The figures below shows ocean heat content for each year in the region of the ocean between the surface and 2,000 meters in depth (comprising the bulk of the world’s oceans), as well as a map of 2017 anomalies.

The upper figure shows changes in ocean heat content since 1958, while the lower map shows ocean heat content in 2017 relative to the average ocean heat content between 1981 and 2010, with red areas showing warmer ocean heat content than over the past few decades and blue areas showing cooler.

Change in global ocean heat content between the surface and 2000 meters of depth from 1958 to 2017 (top) and distribution of ocean heat content anomalies in 2017 (bottom). Figure from Cheng and Zhu (2018), using data from IAP-CAS.

Ocean heat content in 2017 was significantly higher than in 2015, the next warmest year. While 2016 was the warmest year on the surface, it was only the third warmest year for ocean heat content as the El Niño event that helped 2016 surface temperatures be so warm redistributed heat out of the ocean and into the atmosphere.

Warmest surface temperatures without an El Niño

Global surface temperatures in 2017 were the second or third warmest on record since 1850, when global temperatures can first be calculated with reasonable accuracy. Unlike the other warmest years – 2015 and 2016 – there was no El Niño event in 2017 (or in late 2016) contributing to increased temperatures this year (and mild El Niño conditions in early 2017 were offset by mild La Niña conditions during the later part of the year).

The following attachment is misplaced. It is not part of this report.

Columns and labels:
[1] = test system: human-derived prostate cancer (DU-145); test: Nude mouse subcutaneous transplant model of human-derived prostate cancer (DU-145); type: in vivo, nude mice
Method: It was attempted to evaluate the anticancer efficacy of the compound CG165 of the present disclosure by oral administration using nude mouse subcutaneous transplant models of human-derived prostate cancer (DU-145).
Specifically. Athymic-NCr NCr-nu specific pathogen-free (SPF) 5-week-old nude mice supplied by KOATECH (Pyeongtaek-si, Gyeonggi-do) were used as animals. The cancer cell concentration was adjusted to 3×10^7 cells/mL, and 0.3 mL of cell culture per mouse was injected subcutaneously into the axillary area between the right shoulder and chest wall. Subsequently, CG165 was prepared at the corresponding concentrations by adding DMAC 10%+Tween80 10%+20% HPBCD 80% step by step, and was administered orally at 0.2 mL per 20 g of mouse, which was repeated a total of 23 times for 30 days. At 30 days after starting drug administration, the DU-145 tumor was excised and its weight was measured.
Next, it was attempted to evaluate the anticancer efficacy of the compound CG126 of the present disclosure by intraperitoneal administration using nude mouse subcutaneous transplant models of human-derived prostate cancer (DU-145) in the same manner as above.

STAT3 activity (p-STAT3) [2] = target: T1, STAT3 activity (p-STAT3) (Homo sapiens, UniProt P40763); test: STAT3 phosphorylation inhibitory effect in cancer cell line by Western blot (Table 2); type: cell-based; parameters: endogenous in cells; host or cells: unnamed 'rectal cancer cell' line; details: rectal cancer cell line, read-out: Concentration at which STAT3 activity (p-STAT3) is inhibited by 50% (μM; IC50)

Records that include coverage of the full Arctic, such as those from NASA, Berkeley Earth and Copernicus/ECMWF, showed 2017 as the second warmest after 2016, while records with sparser coverage in that region showed 2017 as the third warmest behind 2016 and 2015. All surface records show quite similar results when examined over regions where they all have coverage.

The figure below shows global surface temperatures records from the principal research groups around the world since 1970. These are created by combining ship- and buoy-based measurements of ocean sea surface temperatures with temperature readings of the surface air temperature from weather stations on land. Temperatures are shown as anomalies relative to a 1970 to 2000 average. [Click the figure legend to show or hide different temperature records.]

Annual global average surface temperatures from 1970-2017. Data from NASA GISTemp, NOAA GlobalTemp, Hadley/UEA HadCRUT4, Berkeley Earth, Cowtan and Way, and Carbon Brief’s raw temperature record. 1979-2000 temperatures from Copernicus/ECMWF (as the reanalysis record starts in 1979). Anomalies plotted with respect to a 1970-2000 baseline. Chart by Carbon Brief using Highcharts.

Short-term variability in the record is mostly due to the influence of El Niño and La Niña events, which have a short-term warming or cooling impact on the climate. Other dips, such as the one in the mid-1990s, are associated with large volcanic eruptions. The longer-term warming of the climate is entirely driven by atmospheric increases in CO2 and other greenhouse gases emitted from human activity.